We live in the post-modern post-modernist internet era where everybody steals from everyone and while some are afraid to admit it, there are others who openly do. Quentin Tarantino is one of those artists who has openly admitted to borrowing from the movies that he loves. Even though he hasn't been so open about it in the past. When his film RESERVOIR DOGS first hit the scene, like a tidal wave in 1992, he claimed to have never seen Ringo Lam's CITY ON FIRE --a film that was clearly his inspiration for the plot for his own film. Likely, it doesn't matter whether you think Tarantino is a rip-off artist or the second coming of film--we can all agree that he makes some pretty bad-ass movies.
Here are some shots from Tarantino's movies and shots from the movies that inspired them.
It's the most quotable speech from Tarantino's 1994 film PULP FICTION..."Ezekiel 25:17. The path of the righteous man is beset on all sides by the inequities of the selfish and the tyranny..." It's spoken by Samuel L. Jackson at the end of PULP FICTION, but really, is the beginning of the film. But did you know that the speech was taken from a kung-fu movie from the '70s? Sam L. Jackson's Ezekiel speech was lifted from the opening credits of the 1976 film THE BODYGUARD which starred Japanese dirty-fighting tough guy martial-arts actor Sonny Chiba. Tarantino would resurrect Chiba's career in 2002 when he would cast him as "Hattori Hanzō" the sword maker in KILL BILL: VOL I (2003). Hanzo, more than just a fictional character in the Tarantino universe, was an actual samurai sword maker during World War II.
Someone could make an entire documentary about the numerous references in KILL BILL VOL I. to the legendary martial arts actor Bruce Lee. Uma Thurman's yellow jumpsuit in KILL BILL was directly inspired by Bruce Lee's costume in his last film, GAME OF DEATH (1976), which Lee himself never actually finished shooting due to his tragic and mysterious death. The Crazy 88's of KILL BILL VOL. 1 and their green/black face masks were inspired by the mask worn by Bruce Lee in the role of "Kato" as he appeared in the 1966 ABC television series The Green Hornet with actor Van Williams.
Do you remember that fun dance sequence at Jack Rabbit Slims in Tarantino's PULP FICTION set to anyhow, and maybe the quirkiness of it, was inspired by a scene from the 1963 Italian film classic 8 1/2, which was directed by the great Federico Fellini.
And then how about that big scrolling "Mississippi" that shoots across the screen early on in Tarantino's film DJANGO UNCHAINED (2013)? Tarantino likely took inspiration from the '30s film classic GONE WITH THE WIND for that one....
It's a pretty memorable opening to a film. Which is why it's so easy to identify as being something that Tarantino lifted. In Tarantino's best film, JACKIE BROWN (1997), Pam Grier opens the film by exiting the airport. Dustin Hoffman, in Mike Nichol's film THE GRADUATE  is also arriving at the beginning of that film. Obvious one.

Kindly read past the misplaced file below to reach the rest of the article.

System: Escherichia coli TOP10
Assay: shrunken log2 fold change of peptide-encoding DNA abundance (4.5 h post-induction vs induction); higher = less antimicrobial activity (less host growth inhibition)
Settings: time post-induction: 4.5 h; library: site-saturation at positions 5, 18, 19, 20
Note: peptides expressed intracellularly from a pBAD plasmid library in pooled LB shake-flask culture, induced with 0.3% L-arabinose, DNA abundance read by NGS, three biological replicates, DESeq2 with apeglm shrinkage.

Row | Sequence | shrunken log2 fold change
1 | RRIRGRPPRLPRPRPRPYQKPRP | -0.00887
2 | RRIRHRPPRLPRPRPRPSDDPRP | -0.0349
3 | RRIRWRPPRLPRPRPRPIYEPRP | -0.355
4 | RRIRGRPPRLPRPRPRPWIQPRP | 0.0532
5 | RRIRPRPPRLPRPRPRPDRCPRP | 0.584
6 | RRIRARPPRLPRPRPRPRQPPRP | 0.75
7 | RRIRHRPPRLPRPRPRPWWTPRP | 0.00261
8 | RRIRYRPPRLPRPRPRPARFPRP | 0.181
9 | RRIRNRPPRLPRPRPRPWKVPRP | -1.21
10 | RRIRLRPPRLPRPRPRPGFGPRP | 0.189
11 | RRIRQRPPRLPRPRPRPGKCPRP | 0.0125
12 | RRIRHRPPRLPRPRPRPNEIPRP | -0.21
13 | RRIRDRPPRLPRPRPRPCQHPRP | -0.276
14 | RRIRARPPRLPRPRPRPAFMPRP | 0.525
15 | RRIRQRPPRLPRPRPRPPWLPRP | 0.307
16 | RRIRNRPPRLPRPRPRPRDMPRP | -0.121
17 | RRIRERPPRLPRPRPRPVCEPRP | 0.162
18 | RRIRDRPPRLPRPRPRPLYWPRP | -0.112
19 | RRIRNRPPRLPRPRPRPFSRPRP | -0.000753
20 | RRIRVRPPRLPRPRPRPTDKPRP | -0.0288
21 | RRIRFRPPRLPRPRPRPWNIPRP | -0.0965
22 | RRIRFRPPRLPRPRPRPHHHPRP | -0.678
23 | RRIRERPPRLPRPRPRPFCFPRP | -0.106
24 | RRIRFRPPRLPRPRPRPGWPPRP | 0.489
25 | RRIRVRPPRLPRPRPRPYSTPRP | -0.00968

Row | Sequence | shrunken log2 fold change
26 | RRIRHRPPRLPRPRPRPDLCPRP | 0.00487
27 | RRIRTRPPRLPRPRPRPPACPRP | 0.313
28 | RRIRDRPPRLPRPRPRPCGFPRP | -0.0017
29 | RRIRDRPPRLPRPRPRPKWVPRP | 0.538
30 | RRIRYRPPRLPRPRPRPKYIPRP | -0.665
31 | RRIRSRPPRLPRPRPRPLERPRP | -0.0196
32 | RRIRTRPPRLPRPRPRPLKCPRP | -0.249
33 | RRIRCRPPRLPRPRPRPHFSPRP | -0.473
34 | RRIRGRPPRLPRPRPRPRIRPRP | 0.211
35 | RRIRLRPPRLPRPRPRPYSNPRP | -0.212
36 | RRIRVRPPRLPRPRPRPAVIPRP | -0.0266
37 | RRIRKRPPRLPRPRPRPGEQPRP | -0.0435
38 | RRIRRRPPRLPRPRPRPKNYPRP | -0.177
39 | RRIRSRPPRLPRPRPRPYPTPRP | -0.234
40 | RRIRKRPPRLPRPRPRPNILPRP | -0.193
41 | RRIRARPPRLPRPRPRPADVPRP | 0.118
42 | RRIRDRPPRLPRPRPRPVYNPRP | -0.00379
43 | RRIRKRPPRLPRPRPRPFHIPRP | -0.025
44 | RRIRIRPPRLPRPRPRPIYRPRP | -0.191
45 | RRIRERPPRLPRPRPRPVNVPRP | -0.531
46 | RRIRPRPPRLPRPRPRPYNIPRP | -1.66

People often overlook or don't remember Tarantino's story inside of the 1995 film FOUR ROOMS. In Tarantino's story, the bellboy, who is played by actor Tim Roth across all the stories of the film, visits Tarantino and friends in the suite at a hotel in Beverly Hills. The penthouse suite that Tarantino's character rents is the same suite used by comedian Jerry Lewis in his 1964 film THE PATSY. Like Tim Roth, Lewis plays a bumbling bellboy in the film. In the 2012 documentary THE GENIUS OF JERRY LEWIS, Tarantino, appearing in an on-camera interview, suggests that the suits worn by the actors in THE PATSY also inspired those worn by his characters in RESERVOIR DOGS. And in FOUR ROOMS Tarantino even talks about Jerry Lewis as "The Bellboy."
In the first half of DJANGO UNCHAINED actors Jamie Foxx and Christoph Waltz are bundled up for the winter travel that the characters forego. Waltz's costume is strikingly similar to the one that was worn by actor Warren Beatty in Robert Altman's 1971 film MCCABE & MRS. MILLER and Foxx's jacket and hat look identical to those worn by actor Robert Redford in BUTCH CASSIDY & THE SUNDANCE KID .
Did you ever figure out what was in the suitcase that the characters in PULP FICTION are searching for? Did you ever notice the bandage on the back of Ving Rhimes neck in the film? Perhaps, we could debate the contents of the suitcase in PULP FICTION for the next 100 years and we still wouldn't be able to agree on its secret, but one thing that most can agree on is where Tarantino borrowed the idea for the suitcase from for the film in the first place. The glowing suitcase is from Robert Aldrich's 1955 film-noir KISS ME DEADLY. In the finale scene in KISS ME DEADLY, the suitcase, once opened up melts the female who has opened it. Can you imagine if that would have happened to John Travolta in PULP FICTION? It would've made it a different movie, wouldn't it?
Although it hasn't been released yet, Tarantino's latest THE HATEFUL EIGHT (2015) seems like it is likely a re-imaging, but with Quentin's style, of the obscure gritty Italian exploitation western from 1972, CUT-THROATS NINE. But we'll see once it comes out...